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Stars out this week to throw support behind forestry, climate change and sustainability in USA

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Stars out this week to throw support behind forestry, climate change and sustainability in USA

July 29, 2020 - 16:39
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SAN FRANCISCO, July 29, 2020 (Fastmarkets RISI) -The stars lined up this week -- to discuss forestry.

The US's largest timberland-owning company, Weyerhaeuser this week launched a new 10-yr "3 by 30" sustainability strategy that it said is to be fully integrated" into the company's day-to-day work, and to focus on "contributing to climate change solutions, helping provide sustainable homes for everyone, and helping rural communities thrive."

Weyerhaeuser said it would commit to a "companywide, science-based greenhouse gas reduction target that aligns with the goal of limiting global warming to less than 2°C." It also said it would promote "mass timber and other innovative wood-building materials" and help "ensure sustainable building standards and tools include science-based assessments of wood products," and improve its "overall Giving Fund strategy."

The Weyerhaeuser report was out a day after Walmart CEO Doug McMillon threw in support for forestry and recycling from the world's largest retail/grocery company during a forestry conference session that was sponsored by Georgia-Pacific, one of the largest pulp and paper companies in North America. President Trump's daughter, Ivanka, also spoke about the forestry topic at the conference with Congressional legislators.

Talking for 10 minutes at the conference, McMillon called for "sustainable management" of resources and supported the Trillion Tree Initiative, launched in January at the World Economic Forum. The initiative aims to increase global reforestation efforts. McMillon noted the forestry supply chain through to paper and board production, telling about the huge second half of March at Walmart stores where tissue products flew off the shelves with panic buyers.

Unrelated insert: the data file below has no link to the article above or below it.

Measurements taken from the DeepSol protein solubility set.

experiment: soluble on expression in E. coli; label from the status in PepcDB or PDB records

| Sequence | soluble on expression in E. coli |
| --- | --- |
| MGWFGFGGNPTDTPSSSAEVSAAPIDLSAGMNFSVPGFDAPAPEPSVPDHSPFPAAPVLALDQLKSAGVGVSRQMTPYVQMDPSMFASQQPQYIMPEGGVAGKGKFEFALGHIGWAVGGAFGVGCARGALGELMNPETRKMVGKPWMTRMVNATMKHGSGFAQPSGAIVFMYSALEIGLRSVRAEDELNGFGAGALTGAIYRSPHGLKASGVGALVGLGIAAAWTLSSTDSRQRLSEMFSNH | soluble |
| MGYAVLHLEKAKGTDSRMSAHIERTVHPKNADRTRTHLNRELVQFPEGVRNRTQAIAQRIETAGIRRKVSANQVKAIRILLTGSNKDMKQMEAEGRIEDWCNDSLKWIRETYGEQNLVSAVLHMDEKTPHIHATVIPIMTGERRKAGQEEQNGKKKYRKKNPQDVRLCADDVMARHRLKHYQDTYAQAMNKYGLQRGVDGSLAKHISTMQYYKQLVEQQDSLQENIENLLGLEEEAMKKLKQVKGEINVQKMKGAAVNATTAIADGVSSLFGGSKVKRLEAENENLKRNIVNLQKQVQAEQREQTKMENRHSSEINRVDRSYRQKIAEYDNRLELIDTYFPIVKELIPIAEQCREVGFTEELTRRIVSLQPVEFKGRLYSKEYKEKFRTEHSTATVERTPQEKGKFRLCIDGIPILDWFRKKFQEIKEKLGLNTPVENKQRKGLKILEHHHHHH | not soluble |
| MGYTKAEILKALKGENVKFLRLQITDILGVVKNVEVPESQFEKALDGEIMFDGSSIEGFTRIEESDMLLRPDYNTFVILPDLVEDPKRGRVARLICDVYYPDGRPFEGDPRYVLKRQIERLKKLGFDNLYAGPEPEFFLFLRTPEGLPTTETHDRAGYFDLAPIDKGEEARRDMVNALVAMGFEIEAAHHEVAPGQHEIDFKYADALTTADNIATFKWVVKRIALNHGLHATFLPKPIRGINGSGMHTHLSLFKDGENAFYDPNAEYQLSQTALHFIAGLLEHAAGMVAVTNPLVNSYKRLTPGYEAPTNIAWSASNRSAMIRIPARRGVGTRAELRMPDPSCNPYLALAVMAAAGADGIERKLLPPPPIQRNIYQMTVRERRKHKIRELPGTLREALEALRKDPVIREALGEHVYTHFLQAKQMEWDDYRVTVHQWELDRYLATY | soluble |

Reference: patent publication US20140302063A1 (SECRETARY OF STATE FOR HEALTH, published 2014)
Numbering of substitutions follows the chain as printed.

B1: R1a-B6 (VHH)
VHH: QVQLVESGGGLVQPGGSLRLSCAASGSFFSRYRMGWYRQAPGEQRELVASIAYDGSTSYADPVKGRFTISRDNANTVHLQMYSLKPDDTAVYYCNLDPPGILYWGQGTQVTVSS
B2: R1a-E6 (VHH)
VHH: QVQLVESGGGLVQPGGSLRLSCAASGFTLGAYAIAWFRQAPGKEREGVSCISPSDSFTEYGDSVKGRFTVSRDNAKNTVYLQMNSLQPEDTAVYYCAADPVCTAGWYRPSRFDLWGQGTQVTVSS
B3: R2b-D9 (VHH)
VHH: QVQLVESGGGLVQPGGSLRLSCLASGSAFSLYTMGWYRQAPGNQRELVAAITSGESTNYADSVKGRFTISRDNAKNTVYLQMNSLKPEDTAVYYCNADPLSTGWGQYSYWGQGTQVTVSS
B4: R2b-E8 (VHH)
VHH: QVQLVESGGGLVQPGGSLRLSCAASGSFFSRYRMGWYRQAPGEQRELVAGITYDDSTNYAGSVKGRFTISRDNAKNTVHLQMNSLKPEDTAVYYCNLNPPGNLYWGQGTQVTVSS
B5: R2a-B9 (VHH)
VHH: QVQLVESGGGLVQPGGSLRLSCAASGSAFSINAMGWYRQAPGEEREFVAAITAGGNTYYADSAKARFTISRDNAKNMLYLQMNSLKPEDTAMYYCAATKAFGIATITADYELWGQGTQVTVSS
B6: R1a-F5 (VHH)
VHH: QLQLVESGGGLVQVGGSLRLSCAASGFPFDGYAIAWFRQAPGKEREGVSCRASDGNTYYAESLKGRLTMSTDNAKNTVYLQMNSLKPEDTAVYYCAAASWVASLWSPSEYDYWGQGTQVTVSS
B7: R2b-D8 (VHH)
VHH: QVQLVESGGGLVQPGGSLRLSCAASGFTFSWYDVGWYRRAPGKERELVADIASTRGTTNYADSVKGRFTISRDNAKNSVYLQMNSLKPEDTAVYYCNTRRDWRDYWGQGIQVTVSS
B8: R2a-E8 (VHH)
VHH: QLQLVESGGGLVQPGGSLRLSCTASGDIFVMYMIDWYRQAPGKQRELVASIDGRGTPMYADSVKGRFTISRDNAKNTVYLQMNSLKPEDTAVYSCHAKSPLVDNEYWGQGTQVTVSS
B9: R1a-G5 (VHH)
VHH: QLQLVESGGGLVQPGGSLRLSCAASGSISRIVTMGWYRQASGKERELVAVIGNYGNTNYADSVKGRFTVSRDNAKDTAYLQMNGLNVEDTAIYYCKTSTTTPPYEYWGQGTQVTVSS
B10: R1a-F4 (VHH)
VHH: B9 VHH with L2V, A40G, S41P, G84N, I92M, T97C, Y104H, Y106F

Cross-laminated in Bentonville.McMillon added that Walmart's new campus being built in Bentonville would include cross-laminated timber from British Columbia-based Structurlam Mass Timber. Walmart owns 30% of Structurlam, he said. Cross-laminated timber is viewed as a replacement for concrete and steel.

For its sustainability strategy, Weyerhaeuser CEO Devin Stockfish said: "The past couple of months have brought into even sharper focus the urgency for companies to drive positive change and influence beyond their immediate operational footprints. Our new strategy reflects our commitment to meet that challenge, from keeping our employees safe through the COVID-19 pandemic to creating a truly inclusive environment for our people."

RBC Dominican Securities analyst Paul Quinn this week lauded Weyerhaeuser's plan.

"Specifically, Weyerhaeuser aims to help position working forests and wood products in existing or new carbon offset markets, as well as the 'just-developing' carbon removals accounting initiatives. In our view, monetizing the value of carbon offsets from timberland properties could create an attractive revenue stream in the future," Quinn told investors.

"According to Weyerhaeuser, using more mass timber products in buildings would help to decrease dependence on building materials that require fossil fuels in their production," Quinn said. "To develop mass timber markets, the company will strengthen prioritization in legislative action plans to support state code adoption, create wood construction incentives, and maintain the competitiveness of sustainably certified wood."

Further, Quinn said that in the "Timberlands segment, the company aims to identify the sustainability benefits of certain margin-improvement initiatives such as reducing transportation costs. In Wood Products, Weyerhaeuser will identify and track investment in capital projects that have sustainability benefits such as improved energy efficiency."

--bygrudder@fastmarkets.com